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Kenya-Tanzania mistrust and trade war fuelled by Covid-19

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Kenya and Tanzania have disagreed before, but leaders of the two countries have in the last few years ended the disputes or conveniently ignored them.

Coronavirus has stirred the pot, awakening the trade jabs between East African Community (EAC) members with the largest economies.

From sugar, milk, eggs, confectionery, wheat and other goods, Kenya and Tanzania have squared it out through blockades, which have ended up at the EAC Secretariat in Arusha.
Spreading the disease.

Tanzania announced a ban on Kenyan truck drivers entering its territory on Monday, accusing Nairobi of sabotaging its battle on Covid-19.


The reaction was in response to President Kenyatta’s Saturday directive on mandatory coronavirus screening for drivers at border points.


Tanga Regional Commissioner Martin Shigella said closing the border is aimed at stopping coronavirus infections, accusing Kenyans of spreading the disease in Tanzania.

“From today, authorities should not allow Kenyan truck drivers in our country. Tanzanians attempting to cross into Kenya are facing many difficulties. Don’t go there to buy items anymore,” Mr Shigella said. He added that goods destined for Kenya would be unloaded at the border “where their owners should get them”.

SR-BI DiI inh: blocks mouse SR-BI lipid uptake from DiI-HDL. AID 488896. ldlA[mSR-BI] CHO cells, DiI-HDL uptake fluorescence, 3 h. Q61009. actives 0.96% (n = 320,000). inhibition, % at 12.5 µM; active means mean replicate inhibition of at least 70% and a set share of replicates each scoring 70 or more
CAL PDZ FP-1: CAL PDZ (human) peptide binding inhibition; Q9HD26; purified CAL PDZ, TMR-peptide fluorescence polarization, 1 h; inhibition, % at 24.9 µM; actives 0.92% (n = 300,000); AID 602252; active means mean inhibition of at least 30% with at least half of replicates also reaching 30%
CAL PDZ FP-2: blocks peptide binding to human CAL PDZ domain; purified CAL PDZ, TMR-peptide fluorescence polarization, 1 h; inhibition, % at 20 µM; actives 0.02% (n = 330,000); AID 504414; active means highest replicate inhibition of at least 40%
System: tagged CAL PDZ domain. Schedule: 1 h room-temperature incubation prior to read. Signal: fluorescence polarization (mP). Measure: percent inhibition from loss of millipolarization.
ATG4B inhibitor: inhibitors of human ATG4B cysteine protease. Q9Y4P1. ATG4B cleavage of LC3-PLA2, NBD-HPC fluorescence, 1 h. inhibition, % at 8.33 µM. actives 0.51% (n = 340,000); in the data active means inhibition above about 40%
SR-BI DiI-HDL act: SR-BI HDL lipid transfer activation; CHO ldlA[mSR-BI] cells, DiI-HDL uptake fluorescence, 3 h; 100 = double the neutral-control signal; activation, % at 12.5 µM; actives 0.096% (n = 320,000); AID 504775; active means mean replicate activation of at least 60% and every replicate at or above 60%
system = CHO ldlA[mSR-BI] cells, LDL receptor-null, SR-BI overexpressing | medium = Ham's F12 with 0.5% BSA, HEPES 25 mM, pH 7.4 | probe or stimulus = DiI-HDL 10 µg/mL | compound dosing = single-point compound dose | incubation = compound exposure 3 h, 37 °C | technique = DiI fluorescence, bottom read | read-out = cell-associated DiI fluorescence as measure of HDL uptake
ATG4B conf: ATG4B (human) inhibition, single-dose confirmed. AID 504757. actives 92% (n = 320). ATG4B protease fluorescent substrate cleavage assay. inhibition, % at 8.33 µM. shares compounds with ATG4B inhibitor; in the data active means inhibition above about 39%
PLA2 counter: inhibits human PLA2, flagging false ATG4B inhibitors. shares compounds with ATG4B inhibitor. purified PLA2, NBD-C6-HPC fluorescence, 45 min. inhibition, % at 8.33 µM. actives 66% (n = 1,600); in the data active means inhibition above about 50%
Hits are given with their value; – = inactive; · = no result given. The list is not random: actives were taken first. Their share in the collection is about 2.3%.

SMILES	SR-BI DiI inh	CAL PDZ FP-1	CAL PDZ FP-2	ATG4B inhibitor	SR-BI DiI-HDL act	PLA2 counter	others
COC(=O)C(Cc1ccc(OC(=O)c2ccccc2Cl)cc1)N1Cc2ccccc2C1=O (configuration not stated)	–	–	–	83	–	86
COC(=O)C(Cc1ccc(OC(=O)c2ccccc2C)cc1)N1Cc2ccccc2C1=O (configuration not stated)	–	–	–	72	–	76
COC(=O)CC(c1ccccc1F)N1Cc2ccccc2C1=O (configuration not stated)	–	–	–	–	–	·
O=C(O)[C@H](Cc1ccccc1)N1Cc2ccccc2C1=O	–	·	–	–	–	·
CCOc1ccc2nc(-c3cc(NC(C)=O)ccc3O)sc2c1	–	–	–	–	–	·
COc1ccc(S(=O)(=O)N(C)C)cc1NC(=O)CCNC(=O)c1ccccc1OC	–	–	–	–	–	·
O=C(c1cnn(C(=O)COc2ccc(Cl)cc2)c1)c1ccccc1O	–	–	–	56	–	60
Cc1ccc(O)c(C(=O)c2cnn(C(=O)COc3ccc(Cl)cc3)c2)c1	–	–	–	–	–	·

Later, Tanzanian Health minister Ummy Mwalimu clarified that Kenyan lorry drivers would be allowed in as long as they obey the anti-coronavirus measures. “Truck crews will be screened at points of entry,” she said.

EAC Cabinet Secretary Adan Mohamed downplayed the dispute yesterday, terming it an isolated case. He, however, admitted that at least five Kenyan trucks at Holili border post were denied entry into Tanzania.

In the last two days, Kenya refused entry to more than 51 Tanzanians after they tested positive for coronavirus.

Kenya has predicted a 30 per cent drop of exports to the East African markets as measures adopted to fight the outbreak slow trade.
Tanzania and Uganda remain Kenya’s biggest export countries and any interruptions hurt local manufacturers.

Last year, Kenya exported merchandise valued at Sh140 billion to the East African market.
Kenya exported goods valued at Sh33.61 billion to Tanzania, while Uganda imported Sh64 billion of Kenyan products.

Kenya’s exports to Tanzania rose by Sh3.87 billion, or 13.03 per cent — the highest value since President John Magufuli’s first year in office.

It was, however, below the 2016 high of Sh34.80 billion.

The fall in trading volumes between the two counties was caused by tariff and non-tariff barriers fuelled by mistrust and long-standing disputes.

Last July, President Kenyatta met Mr Magufuli. The leaders pledged to improve trade ties between their two countries.

The countries did away with 25 of the 37 tariff and non-tariff barriers — 15 on the Kenya side and 22 on Tanzania.

In February, however, Kenya Association of Manufacturers(KAM) demanded that Dar be forced to scrap “punitive taxes that make Kenya-made products unwelcome”.

KAM said Kenyan cigarettes entering Tanzania were being subjected to 80 per cent higher taxes despite an earlier pact by the two countries’ officials.